Cheryl Cook: How Vladimir votes | TheUnion.com

Cheryl Cook: How Vladimir votes

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Cheryl Cook

Clear the room. I have a disturbing theory. It has to do with how Donald Trump may have defied the national election polls by defeating Hillary Clinton in the last election by a very small margin.

How?

Vladimir voted.

Turns out you don't need a fake voter ID to vote illegally.

President Obama alerted the media to Russian cyber attacks one month prior to the election on Oct. 7, 2016. The media covered the story from 3 to 4:30 p.m. Then the Trump Access Hollywood tape was suddenly leaked with the voice of candidate Trump bragging about his sexual assaults on women.

Less than one hour later, WikiLeaks published more than 2,000 emails from the Clinton campaign with all the synchronized subtlety of a 400-pound hacker wearing a bear-skin cap and holding a bottle of STOLI falling out of his fur-lined bed and spilling Beluga caviar all over the bearskin rug.

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In the summer of 2016, the Obama administration realized the paw of the Russian hacker bears was more far-reaching than dumping hacked data and tossing around fake stories about Clinton. It made a political mess, but wasn't enough to satisfy Putin Bear.

Putin's hacker units under the code names of Cozy Bear and Fancy Bear had begun probing the voting infrastructure in several states.

The voting infrastructure!

Russians efforts to interfere in the 2016 election were more far reaching than publicly revealed. It included intrusions into voter databases and electronic voting machine software systems in almost twice as many states as previously reported.

In recent times, sites have converted to electronic voting machines, and even internet voting. Both systems are not secure and vulnerable to attack. Electronic voting machines are vulnerable because most have no backup paper trail in case of a compromised breach.

Hackers have publicly demonstrated how these electronic voting machines can be penetrated. But without paper verification, there is no evidence that there was Russian manipulation of voting machine tabulations, for example, in Michigan where Trump won by a .03 percent margin or in New Hampshire with a .04 percent margin.

In March of this year, Secretary of Homeland Security Nielsen warned the Senate Intelligence Committee, "We recognize the 2018 mid-term and future elections are clearly potential targets for Russian hacking attempts."

She conceded hacking of electronic data was "absolutely a national security issue" and without backup paper ballots, there was no way to audit an election.

Nielsen said DHS was working with state and local authorities to ensure the integrity of election infrastructure. But in a swing state like Pennsylvania, where Trump won by a mere 1.2 percent of the vote in 2016, 50 out of 67 counties still use machines with no paper audits.

On Aug. 2, national Intel officials met with the president for under an hour and held a news conference.

Nielsen said, "Democracy is in the cross fires."

Director of National Intelligence Dan Coats said, "We are doing everything we can to have a legitimate election."

FBI Director Christopher Wray said, "The scope of this foreign threat is broad and deep."

What did President Trump say?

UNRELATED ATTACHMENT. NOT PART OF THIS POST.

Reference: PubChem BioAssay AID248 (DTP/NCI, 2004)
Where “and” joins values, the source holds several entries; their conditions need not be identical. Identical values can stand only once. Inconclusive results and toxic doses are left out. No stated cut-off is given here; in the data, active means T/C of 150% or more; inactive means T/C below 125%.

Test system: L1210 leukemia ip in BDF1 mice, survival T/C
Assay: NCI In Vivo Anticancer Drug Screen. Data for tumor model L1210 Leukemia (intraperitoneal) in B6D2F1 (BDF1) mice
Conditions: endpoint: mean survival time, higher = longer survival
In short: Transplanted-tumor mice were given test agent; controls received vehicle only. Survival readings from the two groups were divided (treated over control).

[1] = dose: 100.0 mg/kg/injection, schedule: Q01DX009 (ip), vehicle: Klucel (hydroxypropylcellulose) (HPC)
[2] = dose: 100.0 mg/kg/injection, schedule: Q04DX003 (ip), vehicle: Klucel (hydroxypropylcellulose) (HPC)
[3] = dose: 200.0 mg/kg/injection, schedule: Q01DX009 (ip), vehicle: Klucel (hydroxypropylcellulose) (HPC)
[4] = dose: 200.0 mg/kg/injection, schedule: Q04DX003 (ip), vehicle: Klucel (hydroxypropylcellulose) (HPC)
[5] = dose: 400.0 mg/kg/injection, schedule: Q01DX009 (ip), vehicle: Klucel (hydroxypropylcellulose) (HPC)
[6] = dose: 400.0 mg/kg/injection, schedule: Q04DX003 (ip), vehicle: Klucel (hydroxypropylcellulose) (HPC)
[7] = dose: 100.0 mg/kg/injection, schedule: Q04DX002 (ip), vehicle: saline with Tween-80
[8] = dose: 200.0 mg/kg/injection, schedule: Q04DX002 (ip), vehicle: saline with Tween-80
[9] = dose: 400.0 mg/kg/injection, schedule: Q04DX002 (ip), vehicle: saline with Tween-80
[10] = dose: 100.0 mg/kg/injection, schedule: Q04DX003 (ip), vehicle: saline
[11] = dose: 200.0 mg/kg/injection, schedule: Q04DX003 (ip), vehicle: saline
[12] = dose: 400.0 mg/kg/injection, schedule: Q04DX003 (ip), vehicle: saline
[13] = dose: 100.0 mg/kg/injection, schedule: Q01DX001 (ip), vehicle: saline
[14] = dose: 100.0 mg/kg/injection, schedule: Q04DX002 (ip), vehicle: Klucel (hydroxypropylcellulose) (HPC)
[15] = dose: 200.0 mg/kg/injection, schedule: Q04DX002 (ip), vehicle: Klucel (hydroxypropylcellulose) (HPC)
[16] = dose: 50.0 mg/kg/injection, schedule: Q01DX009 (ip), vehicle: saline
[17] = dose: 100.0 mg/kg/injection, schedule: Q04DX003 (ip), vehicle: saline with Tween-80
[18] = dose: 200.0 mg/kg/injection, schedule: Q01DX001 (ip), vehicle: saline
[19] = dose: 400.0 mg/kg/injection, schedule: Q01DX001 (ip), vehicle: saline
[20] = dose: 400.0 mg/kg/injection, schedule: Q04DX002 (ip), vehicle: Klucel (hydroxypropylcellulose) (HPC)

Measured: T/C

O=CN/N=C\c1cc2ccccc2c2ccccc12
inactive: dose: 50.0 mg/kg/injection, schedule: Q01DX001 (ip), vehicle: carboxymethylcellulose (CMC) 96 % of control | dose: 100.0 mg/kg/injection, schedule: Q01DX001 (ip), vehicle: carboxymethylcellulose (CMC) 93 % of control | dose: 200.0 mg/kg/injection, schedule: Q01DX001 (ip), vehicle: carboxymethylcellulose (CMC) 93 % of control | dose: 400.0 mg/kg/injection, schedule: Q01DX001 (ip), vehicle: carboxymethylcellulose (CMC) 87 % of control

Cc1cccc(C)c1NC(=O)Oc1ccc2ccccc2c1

"I have spoken with Mr. Putin regarding the overwhelming evidence from our U.S. intelligence services that Russian hackers interfered in our last election. I have asked him to prevent it from happening again. I assured him that the United States will take swift and serious action if there is interference in any future American election."

Nope!

He said, "Fake, fake disgusting news who report on the Russian hoax."

At a rally in Pennsylvania, four hours after meeting with Intel officers, Trump threw air punches and said Democrats wanted him to have a boxing match with Putin. Then he assaulted the FBI with a left jab. He took out the free press with a right hook, and sucker-punched his own cabinet members with whom he had just met by dismissing their briefing and calling the Mueller investigation a "Russian hoax."

Why would a president want to give aid and comfort to the enemy that attacked our democracy and not reassure the American voter? Why would he want to defend the man responsible for ordering the cyber attacks and not defend our free and fair elections?

At the news conference, Dan Coats warned of the continuing and pervasive Russian messaging campaign that seeks to weaken and divide the country. Then President Trump repeated his continuing and pervasive campaign of weakening and dividing this country at the Pennsylvania rally.

Trump's message directly conflicts with the following: Secretary of Homeland Security. Director of National Intelligence. Director of the FBI. National Security Advisor, and Commander, U.S. Cyber Command and Director, National Security Agency/Chief, Security Service.

All are Republicans who serve this country.

We need to return to election systems secure from outside manipulation and insure a legitimate election result. This means paper ballots or voting machines with voter verified paper audit trails. No internet voting.

In the meantime, this president needs to refrain from interfering and obstructing the course of a very important investigation.

Those leaders with moral strength and deep belief in our institutions and laws will be the ones to lead us through any and all findings that result from the Special Counsel's investigation.

If Goldilocks got into bed with Putin Bear and conspired against the United States to defraud our democratic right to a free and fair election, 'We the People' have the right to know.

Cheryl Cook lives in Penn Valley.

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